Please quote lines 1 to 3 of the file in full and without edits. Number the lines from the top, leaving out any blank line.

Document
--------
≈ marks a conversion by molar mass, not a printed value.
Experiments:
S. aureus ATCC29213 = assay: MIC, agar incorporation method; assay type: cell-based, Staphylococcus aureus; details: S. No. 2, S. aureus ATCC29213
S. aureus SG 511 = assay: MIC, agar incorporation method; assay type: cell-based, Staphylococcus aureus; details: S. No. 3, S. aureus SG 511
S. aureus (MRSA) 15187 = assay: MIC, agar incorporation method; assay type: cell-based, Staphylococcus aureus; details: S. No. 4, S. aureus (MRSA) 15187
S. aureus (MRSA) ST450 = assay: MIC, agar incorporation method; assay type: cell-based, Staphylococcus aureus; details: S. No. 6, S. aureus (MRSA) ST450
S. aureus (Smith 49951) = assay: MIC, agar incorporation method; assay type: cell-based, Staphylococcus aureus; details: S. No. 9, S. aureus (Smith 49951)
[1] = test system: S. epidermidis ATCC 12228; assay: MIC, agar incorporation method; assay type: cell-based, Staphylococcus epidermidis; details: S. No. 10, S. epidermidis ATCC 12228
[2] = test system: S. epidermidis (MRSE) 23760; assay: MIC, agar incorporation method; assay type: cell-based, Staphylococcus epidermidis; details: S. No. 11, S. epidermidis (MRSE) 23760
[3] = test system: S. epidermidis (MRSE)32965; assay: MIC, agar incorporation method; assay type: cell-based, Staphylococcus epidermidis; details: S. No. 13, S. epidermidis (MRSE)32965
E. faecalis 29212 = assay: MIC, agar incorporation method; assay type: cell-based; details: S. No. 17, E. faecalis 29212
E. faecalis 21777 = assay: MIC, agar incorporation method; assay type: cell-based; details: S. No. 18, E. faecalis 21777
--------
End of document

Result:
≈ marks a conversion by molar mass, not a printed value.
Experiments:
S. aureus ATCC29213 = assay: MIC, agar incorporation method; assay type: cell-based, Staphylococcus aureus; details: S. No. 2, S. aureus ATCC29213